By synthesizing knowledge from various medical systems, Tibetans created an approach to medical science drawn from thousands of years of accumulated empirical knowledge and intuition about the nature of health and illness. Centuries ago, before Buddhism entered Tibet, Tibetans like all ancient people, had a significant degree of medical knowledge. According to traditional sources, in the beginning of the 4th century many new ideas regarding medicine began to enter the country. At first, influences came from India in the form of what is now called Ayurvedic medicine, as well as more spiritual and psychologically based systems from Buddhist and other sources. Around the 7th-8th centuries the Tibetan government began sponsoring conferences where doctors skilled in the medical systems of China, Persia, India and Greece presented and debated their ideas regarding health and the treatment of illness. Those with superior abilities in the diagnosis, treatment and understanding of illness were invited to stay and contribute to the country's medical knowledge base. In the 11th century, this knowledge was codified into a unique system containing a synthesis of the principles of physical and psychological medicine. imbued with a Buddhist spiritual understanding. This understanding formed a foundation for Tibetan medicine and benefited patients and doctors alike. It acknowledged how health and illness resulted both from the relationship between the mind and the body and people's interaction with the natural world and their sense of spirituality.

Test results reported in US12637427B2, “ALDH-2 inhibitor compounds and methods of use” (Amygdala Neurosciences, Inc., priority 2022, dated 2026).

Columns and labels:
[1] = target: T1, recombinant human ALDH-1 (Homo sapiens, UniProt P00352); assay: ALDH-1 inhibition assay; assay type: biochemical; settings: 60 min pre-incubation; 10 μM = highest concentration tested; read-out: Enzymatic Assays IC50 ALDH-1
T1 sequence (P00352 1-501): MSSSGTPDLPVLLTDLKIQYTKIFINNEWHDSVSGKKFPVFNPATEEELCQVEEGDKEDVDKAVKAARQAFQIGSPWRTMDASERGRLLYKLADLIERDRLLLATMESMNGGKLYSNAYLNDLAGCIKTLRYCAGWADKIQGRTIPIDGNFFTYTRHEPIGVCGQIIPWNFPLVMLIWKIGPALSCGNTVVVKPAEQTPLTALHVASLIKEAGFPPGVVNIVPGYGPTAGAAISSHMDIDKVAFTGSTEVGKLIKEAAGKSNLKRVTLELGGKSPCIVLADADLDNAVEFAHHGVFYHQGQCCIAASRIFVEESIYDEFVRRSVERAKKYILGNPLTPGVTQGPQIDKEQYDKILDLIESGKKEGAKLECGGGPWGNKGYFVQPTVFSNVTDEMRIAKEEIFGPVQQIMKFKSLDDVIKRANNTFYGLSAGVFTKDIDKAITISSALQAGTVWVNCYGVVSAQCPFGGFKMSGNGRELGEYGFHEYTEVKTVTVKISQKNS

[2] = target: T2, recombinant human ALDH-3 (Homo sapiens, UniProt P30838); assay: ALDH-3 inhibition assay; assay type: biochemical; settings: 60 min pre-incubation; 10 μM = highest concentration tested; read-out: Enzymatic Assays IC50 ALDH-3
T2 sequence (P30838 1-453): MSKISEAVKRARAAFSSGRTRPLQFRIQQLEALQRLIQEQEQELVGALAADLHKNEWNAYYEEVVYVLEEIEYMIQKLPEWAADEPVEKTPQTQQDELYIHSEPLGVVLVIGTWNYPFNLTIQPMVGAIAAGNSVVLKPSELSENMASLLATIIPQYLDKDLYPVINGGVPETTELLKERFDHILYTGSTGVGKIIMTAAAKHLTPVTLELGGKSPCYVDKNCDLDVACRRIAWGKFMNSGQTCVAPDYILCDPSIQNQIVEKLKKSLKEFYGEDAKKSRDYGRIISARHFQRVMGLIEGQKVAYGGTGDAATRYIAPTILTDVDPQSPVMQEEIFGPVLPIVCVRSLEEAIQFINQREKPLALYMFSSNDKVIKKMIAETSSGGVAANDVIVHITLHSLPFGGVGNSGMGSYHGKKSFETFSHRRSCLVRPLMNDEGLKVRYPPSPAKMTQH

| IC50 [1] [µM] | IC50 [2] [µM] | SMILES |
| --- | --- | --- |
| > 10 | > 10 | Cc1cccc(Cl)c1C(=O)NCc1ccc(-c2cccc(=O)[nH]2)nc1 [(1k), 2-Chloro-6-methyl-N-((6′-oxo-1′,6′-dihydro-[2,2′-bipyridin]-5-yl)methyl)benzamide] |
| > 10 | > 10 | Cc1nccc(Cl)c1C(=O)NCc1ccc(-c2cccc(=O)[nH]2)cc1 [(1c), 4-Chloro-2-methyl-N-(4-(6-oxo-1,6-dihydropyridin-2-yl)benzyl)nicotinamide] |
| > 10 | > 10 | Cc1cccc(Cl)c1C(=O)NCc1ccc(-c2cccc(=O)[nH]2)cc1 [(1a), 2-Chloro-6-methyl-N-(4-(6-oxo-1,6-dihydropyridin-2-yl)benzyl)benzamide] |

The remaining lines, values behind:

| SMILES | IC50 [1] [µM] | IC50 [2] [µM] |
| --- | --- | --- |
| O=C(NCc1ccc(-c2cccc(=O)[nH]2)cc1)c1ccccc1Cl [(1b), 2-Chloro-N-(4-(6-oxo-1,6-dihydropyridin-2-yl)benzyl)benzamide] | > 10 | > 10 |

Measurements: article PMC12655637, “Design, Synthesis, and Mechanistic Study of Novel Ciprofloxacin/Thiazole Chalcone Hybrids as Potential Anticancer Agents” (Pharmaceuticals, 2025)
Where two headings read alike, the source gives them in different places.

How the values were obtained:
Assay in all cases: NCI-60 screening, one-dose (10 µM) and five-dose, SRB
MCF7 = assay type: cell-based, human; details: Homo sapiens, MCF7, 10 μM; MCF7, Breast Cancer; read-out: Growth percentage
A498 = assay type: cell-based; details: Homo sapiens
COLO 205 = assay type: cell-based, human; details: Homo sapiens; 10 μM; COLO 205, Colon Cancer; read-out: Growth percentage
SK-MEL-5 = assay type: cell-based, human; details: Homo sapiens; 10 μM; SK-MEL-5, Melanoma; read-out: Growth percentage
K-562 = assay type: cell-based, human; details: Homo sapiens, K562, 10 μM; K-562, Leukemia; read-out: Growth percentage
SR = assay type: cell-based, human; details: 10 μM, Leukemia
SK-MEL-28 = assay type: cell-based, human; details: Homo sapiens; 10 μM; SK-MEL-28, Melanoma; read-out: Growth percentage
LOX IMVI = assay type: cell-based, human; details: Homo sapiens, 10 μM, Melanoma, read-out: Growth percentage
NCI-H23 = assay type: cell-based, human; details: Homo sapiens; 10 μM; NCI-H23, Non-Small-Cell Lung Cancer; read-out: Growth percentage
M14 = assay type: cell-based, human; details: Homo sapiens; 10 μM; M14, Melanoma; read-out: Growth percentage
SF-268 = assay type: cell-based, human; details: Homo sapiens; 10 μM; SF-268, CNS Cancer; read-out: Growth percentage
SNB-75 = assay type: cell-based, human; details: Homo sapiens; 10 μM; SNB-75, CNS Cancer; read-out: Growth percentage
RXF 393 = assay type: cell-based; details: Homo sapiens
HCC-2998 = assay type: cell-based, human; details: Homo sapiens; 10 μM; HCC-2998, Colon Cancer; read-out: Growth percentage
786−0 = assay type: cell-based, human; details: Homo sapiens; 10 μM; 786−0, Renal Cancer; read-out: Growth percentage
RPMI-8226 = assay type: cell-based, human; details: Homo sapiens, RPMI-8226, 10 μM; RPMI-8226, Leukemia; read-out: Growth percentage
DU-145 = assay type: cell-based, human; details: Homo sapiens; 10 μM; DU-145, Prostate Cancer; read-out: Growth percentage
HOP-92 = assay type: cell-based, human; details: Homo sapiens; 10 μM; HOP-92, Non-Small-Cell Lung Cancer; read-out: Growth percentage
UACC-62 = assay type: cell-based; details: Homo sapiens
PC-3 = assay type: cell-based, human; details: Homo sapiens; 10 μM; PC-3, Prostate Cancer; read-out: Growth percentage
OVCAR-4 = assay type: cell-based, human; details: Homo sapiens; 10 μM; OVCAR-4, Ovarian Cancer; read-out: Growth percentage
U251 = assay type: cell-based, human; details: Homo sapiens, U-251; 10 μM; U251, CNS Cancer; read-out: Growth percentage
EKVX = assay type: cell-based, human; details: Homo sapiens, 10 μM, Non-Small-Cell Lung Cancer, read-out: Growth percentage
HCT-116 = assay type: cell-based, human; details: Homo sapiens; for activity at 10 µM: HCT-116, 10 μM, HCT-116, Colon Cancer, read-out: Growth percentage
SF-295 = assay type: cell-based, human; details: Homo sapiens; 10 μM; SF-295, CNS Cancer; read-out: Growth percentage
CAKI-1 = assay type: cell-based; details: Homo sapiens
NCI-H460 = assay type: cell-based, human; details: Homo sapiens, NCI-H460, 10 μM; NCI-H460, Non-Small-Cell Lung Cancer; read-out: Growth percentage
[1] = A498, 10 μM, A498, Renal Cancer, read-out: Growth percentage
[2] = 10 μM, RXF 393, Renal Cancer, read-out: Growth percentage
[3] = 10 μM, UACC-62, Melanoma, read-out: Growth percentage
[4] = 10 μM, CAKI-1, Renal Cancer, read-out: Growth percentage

Conclusion & Analysis

Tibetan medicine is beginning to be promoted as a new commodity within the growing American alternative medicine industry, within some sectors of the Tibetan community and among some in the Tibet support community. But market forces alone cannot present the true Tibetan medical tradition to the West. The Western medical tradition has already shown us the dangers of developing medicine as a commodity. In fact, the alternative medicine movement grew as a direct response by the American people to the negative impact such a development had on the quality of allopathic medical care.